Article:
Etherium Review

Let me admit something to you my friends, before I even get into this review. The last game that even comes close to Etherium that I played was Command and Conquer back in the mind nineties and I was awful at it, I had no talent at all for managing squads, or building resources. I was a platformer guy and I am fine with that.

The problem is, as I get older my reactions are getting slower and I struggle to beat games on a more consistent basis. So when I saw Etherium I decided that now might be the chance to have a look at the 4X type game again. I am a lot more experienced now and I am happy to sink time into this sort of game…

Etherium is an odd game for a newcomer really, because it is a very streamlined approach to the RTS which makes cracking the usual tough exterior a lot more manageable when it comes to commanding units and building up resources before moving on to attack and take over the enemy areas.

The problem here though, is that there is a pretty big assumption that anyone playing this has knowledge of the genre which makes it very difficult for a newcomer to get to grips with things. Now I am all for games not hand holding and making the user work, but in a game like this, I feel it needs a complete idiot’s guide type introduction.

Whilst the information is there, it fails to break it down enough to ease new people in and in an age where gaming is opened up to more and more new people it should be a choice at the beginning about the type of experience you are after. I felt though, that maybe I was being overly harsh, but I took advice from a friend who loves this genre and even he felt it wasn’t simplifying the tutorial enough for newcomers.

Anyway, I am a newcomer and I shouldn’t focus on that alone, I also have the task of reviewing this game, thus I push through and learn as much as I can and on the whole the streamlining works well to keep the action flowing whilst allowing you to easily identify and manage the various aspects of the game.

Everything is laid out on a hexagonal style grid, where you expand out and build your resources. Claim a hexagon and you control that area, meaning you can build a base on it, farm resources, set up various important structures.

These will allow you to build more units, improve your tech, defenses and much more. The UI does a pretty good job too of presenting you with all the information you need, such as informing you that an attack is happening, or you may be short of units, that you may need to upgrade a certain aspect and more.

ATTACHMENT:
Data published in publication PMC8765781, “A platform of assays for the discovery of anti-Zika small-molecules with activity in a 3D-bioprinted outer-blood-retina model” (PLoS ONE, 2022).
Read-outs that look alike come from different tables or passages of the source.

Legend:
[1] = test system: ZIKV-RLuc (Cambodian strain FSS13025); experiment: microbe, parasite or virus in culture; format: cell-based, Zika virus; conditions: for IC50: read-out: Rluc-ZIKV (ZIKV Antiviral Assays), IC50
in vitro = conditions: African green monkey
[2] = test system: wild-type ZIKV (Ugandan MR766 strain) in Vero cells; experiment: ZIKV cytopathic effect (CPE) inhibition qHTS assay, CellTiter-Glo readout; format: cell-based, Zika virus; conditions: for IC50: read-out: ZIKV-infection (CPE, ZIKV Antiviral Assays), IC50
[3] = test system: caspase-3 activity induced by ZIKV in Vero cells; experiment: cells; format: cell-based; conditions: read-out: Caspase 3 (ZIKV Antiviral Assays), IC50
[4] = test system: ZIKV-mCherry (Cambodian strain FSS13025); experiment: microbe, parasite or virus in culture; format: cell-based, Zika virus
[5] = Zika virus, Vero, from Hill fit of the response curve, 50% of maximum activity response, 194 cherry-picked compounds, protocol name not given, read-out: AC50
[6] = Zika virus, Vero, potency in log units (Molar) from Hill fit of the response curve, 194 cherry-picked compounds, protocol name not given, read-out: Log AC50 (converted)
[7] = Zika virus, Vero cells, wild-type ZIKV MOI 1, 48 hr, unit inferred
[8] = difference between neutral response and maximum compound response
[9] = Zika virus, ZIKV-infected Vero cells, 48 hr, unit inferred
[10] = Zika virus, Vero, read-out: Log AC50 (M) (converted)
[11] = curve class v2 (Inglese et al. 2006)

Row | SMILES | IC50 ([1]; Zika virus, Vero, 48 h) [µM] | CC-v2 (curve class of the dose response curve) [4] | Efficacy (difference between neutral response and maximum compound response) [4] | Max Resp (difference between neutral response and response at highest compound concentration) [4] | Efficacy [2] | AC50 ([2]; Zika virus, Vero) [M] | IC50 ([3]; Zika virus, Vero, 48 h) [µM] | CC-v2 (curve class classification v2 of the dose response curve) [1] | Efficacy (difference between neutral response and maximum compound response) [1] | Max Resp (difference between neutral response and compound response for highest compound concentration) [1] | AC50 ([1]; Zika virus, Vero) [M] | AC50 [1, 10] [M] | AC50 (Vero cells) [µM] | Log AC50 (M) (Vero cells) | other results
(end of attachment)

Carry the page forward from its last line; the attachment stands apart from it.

After a few hours it starts to click and you do start to feel like a commanding general or some such other important war leader type. You almost enter a zone and start taking actions based on logic, based on what your ultimate goal is, rather than what may make sense based on early tutorials. You start to realise how you can use the expansion path to your benefit. Forcing enemy units into a bottle neck allowing you to take them out in a controlled manner, whilst having turrets and other defense systems managing other areas, allowing you to build more before expanding out further.

What started of as a rather frustrating experience turned into one that I happily lost hours to as I commanded my armies, created alliances with other factions and took down my enemy with precision and force.

But, being an RTS and 4X style game, one simple mistake can turn the entire game on its head and the same is true of Etherium. This is a game that is very quick to punish and 45 minutes of progression can be undone in a few short moments. Instead of becoming angered by this, you learn and you come back stronger. Hell, you can even learn how to adapt to those mistakes and turn them into advantages.

It is this subtlety that shocked me the most, as with most games in other genres, you screw up, you die, you respawn at a checkpoint and you just try again. But in Etherium and other such games, you learn to think on your feet and do some damage limitation, before trying to turn the tide back in your favour. Etherium does a fantastic job of giving you that feeling of a war being broken into smaller battles all on the same screen.

There is a lot I like about this game and its one I will be spending time with, visually it is impressive with so much going on, especially when zoomed right in. Even zoomed out it is pretty easy to identify what is going on and which of your units is involved in which battles.

However, one thing that did feel a little off, was the movement across the map. Many of the UI elements are to the side of the screen, which is great as it doesn’t obscure the action, but the limits of the UI elements and the screen edge seem to be too small and it is easy to accidentally move the screen away from where you were originally focused, meaning you then need to re-adjust before then completing an action. It is one major annoyance on an otherwise decent package.

It is hard for me to say where this sits compared to other games in the genre, but as a newcomer going in blind I felt like it was a game that can be a good introduction to the genre and one that I can happily recommend if you wish to test the waters.